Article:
A grounded theory of university leadership in community engagement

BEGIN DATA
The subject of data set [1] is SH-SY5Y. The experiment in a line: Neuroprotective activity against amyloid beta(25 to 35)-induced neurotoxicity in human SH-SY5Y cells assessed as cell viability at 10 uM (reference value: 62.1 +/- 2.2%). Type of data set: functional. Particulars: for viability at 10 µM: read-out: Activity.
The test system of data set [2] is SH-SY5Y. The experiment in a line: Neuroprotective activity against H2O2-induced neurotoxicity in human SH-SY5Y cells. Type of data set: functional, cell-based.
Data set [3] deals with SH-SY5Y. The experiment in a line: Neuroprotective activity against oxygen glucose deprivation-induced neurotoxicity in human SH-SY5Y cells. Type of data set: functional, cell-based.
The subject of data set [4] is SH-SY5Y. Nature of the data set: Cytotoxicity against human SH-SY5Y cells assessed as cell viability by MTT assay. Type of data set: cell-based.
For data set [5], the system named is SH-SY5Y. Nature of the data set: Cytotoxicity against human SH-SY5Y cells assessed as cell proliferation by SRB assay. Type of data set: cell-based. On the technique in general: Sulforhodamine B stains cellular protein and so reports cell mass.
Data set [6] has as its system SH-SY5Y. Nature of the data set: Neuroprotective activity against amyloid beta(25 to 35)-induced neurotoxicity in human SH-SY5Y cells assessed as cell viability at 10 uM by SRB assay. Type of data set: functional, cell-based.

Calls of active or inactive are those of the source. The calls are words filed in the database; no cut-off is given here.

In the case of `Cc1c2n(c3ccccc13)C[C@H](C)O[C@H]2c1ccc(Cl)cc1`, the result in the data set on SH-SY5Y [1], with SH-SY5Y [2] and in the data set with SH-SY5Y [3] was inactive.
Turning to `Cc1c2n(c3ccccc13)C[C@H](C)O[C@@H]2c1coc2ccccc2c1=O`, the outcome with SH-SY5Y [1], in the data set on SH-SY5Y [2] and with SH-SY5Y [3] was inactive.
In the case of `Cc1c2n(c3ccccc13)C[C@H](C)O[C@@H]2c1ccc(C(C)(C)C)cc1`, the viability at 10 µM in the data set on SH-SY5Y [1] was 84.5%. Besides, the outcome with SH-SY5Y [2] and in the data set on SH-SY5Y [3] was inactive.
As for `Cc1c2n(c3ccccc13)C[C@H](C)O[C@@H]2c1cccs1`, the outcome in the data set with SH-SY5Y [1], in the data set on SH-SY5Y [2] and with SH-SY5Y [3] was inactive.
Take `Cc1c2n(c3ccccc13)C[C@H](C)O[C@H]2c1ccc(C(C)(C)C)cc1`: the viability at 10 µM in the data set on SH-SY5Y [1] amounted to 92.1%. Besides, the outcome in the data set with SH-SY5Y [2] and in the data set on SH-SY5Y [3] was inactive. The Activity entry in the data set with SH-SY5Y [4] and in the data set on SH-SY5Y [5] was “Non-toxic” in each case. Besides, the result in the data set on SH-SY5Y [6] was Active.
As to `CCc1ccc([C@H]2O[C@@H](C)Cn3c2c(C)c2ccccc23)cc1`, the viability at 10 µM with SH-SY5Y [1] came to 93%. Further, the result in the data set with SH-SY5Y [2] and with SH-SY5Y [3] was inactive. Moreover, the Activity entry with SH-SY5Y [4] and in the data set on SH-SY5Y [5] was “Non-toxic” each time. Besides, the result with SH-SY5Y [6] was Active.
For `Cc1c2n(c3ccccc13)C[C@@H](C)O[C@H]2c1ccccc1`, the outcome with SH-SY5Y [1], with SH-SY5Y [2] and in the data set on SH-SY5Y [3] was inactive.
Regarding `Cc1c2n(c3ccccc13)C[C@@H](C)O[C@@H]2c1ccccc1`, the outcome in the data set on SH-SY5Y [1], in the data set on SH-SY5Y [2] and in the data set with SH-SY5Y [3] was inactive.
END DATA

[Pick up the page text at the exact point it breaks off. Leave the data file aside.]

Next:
Increasingly, universities are being called upon to reach out beyond their walls and engage with potential collaborators on a myriad of activities. These expectations arise from a range of factors, many associated with the increasing prevalence of multi-party trans-disciplinary approaches for creating and activating knowledge to address challenges faced around the globe. To succeed in this emerging milieu, universities require a more refined capacity to engage in such collaborations. Vital to this development is a deeper and more nuanced understanding of what leadership means for such activity, and how it can be encouraged and strengthened. However, to date investigation related to universities' involvement in community engagement has been primarily descriptive, rather than theoretical in focus (Hart, et al., 2009). The present study seeks to advance theoretical understanding in this field by examining the university leadership associated with the development and implementation of community engagement initiatives. The inquiry builds upon Heifetz' (1994) broad view ofleadership as those actions taken within an organization to achieve desired outcomes, and Huxham and Vangen's (2005) concept of "leadership media", which encompasses the structures, processes and people that enable desired outcomes to be achieved within collaborative endeavours. The study adopts Strauss and Corbin's (1990) model of Grounded Theory as a primary methodology to develop this theoretical understanding. This approach was buttressed by multiple complementary methods for data collection and analysis to strengthen the robustness of the thesis. The principle data collection strategy was "convergent interviewing" (Dick, 2008). These findings were systematically compared and contrasted with data derived from secondary sources, survey research and a Delphi (i.e. expert) Panel. Data analysis combined grounded coding with quantitative analysis, visual mapping, narrative development and pattern matching. Findings revealed a multi-level model of leadership, comprised of key factors, both at an institutional (i.e. meso) and individual (micro) level, which appeared to activate and sustain members' involvement in community engagement. The model was conceptualized as the 'Capacity to Engage'. Aligning with Huxham and Vangen's leadership media and other contemporary leadership theory, this capacity provides the impetus and critical resources that facilitates members' initiation of and participation in such activities. Study implications are considered for further theory development and research, as well as policy and practice.